Consensus Report|June 24 2024

Åke Lernmark, Moshe Philip, Tadej Battelino, Thomas Danne m fl 

Consensus Guidance for Monitoring Individuals With Islet Autoantibody–Positive Pre-Stage 3 Type 1 Diabetes


Given the proven benefits of screening to reduce diabetic ketoacidosis (DKA) likelihood at the time of stage 3 type 1 diabetes diagnosis, and emerging availability of therapy to delay disease progression, type 1 diabetes screening programs are being increasingly emphasized.

Once broadly implemented, screening initiatives will identify significant numbers of islet autoantibody–positive (IAb+) children and adults who are at risk for (confirmed single IAb+) or living with (multiple IAb+) early-stage (stage 1 and stage 2) type 1 diabetes. These individuals will need monitoring for disease progression; much of this care will happen in nonspecialized settings. To inform this monitoring, JDRF, in conjunction with international experts and societies, developed consensus guidance.

Broad advice from this guidance includes the following: 

1) partnerships should be fostered between endocrinologists and primary care providers to care for people who are IAb+

2) when people who are IAb+are initially identified, there is a need for confirmation using a second sample; 

3) single IAb+individuals are at lower risk of progression than multiple IAb+individuals;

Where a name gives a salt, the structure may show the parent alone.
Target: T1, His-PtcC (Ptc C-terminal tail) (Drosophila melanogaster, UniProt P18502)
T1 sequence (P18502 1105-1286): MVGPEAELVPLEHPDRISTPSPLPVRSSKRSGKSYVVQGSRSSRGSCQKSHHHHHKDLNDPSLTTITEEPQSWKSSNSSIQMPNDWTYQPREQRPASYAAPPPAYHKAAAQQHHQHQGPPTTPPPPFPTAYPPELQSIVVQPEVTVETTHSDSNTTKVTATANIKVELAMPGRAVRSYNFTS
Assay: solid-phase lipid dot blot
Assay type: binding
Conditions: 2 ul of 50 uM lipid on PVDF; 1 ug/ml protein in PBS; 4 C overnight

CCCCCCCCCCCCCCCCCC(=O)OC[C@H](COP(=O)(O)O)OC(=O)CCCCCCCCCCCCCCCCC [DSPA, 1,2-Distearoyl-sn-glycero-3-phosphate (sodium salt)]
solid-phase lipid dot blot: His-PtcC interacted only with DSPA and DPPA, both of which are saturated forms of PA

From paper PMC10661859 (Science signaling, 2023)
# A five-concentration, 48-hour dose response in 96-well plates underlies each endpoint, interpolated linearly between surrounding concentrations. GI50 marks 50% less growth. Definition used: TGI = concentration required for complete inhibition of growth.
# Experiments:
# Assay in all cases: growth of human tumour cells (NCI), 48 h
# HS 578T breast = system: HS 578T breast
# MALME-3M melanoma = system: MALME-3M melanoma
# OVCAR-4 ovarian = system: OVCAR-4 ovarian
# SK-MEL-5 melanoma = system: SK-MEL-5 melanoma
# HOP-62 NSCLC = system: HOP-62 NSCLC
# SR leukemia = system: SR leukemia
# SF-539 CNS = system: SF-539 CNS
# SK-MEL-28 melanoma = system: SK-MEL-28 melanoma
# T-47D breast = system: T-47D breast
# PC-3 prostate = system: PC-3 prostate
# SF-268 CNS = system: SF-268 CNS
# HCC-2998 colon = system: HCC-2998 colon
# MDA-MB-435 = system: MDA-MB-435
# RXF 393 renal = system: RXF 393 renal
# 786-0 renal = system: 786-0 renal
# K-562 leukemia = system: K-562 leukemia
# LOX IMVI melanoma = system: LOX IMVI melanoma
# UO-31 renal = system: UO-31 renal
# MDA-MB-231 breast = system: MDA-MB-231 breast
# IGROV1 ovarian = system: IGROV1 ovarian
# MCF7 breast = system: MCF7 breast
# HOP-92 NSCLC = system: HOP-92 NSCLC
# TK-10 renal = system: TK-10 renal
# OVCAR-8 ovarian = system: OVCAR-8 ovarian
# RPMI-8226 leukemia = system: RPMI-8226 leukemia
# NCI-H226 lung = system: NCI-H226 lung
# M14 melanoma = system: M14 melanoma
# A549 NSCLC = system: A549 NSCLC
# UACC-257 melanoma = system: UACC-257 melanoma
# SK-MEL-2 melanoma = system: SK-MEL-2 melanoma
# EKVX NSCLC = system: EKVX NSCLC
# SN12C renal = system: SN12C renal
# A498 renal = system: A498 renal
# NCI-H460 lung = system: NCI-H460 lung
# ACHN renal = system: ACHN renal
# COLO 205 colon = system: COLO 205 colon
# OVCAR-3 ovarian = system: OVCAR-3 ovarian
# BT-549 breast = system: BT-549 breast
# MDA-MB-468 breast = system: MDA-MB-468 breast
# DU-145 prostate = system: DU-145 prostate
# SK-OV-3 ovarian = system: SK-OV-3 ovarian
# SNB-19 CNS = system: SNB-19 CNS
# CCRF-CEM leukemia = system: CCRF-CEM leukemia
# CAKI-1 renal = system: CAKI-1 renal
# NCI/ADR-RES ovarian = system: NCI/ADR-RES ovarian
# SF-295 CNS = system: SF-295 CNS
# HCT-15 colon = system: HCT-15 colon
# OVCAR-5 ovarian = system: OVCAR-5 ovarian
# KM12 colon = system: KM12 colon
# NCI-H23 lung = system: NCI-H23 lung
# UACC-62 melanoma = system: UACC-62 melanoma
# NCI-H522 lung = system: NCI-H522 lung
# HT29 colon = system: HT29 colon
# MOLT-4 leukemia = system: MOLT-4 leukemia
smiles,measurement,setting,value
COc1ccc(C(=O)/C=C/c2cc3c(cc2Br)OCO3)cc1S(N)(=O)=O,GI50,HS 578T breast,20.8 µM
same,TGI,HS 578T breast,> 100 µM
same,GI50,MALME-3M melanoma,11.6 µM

4) individuals with early-stage type 1 diabetes should have periodic medical monitoring, including regular assessments of glucose levels, regular education about symptoms of diabetes and DKA, and psychosocial support; 

5) interested people with stage 2 type 1 diabetes should be offered trial participation or approved therapies; and 

6) all health professionals involved in monitoring and care of individuals with type 1 diabetes have a responsibility to provide education.

The guidance also emphasizes significant unmet needs for further research on early-stage type 1 diabetes to increase the rigor of future recommendations and inform clinical care


View largeDownload slide

This article contains supplementary material online at

This consensus report was endorsed by the European Society for the Study of Diabetes (EASD), American Diabetes Association (ADA), American Association of Clinical Endocrinology (AACE), American College of Diabetology (ACD), Association of Diabetes Care & Education Specialists (ADCES), Australian Diabetes Society (ADS), the International Society for Pediatric and Adolescent Diabetes (ISPAD), Advanced Technologies & Treatments for Diabetes (ATTD), DiaUnion, the Endocrine Society, and JDRF International.

This article is being simultaneously published in Diabetes Care and 

Diabetologia by the ADA and the EASD.

A consensus report is a document on a particular topic that is authored by a technical expert panel under the auspices of ADA. The document does not reflect the official ADA position but rather represents the panel’s collective analysis, evaluation, and expert opinion.

The primary objective of a consensus report is to provide clarity and insight on a medical or scientific matter related to diabetes for which the evidence is contradictory, emerging, or incomplete. The report also aims to highlight evidence gaps and to propose avenues for future research. Consensus reports undergo a formal review process, including external peer review and review by the ADA Professional Practice Committee and ADA scientific team for publication.

Läs hela artikeln free pdf


www red DiabetologNytt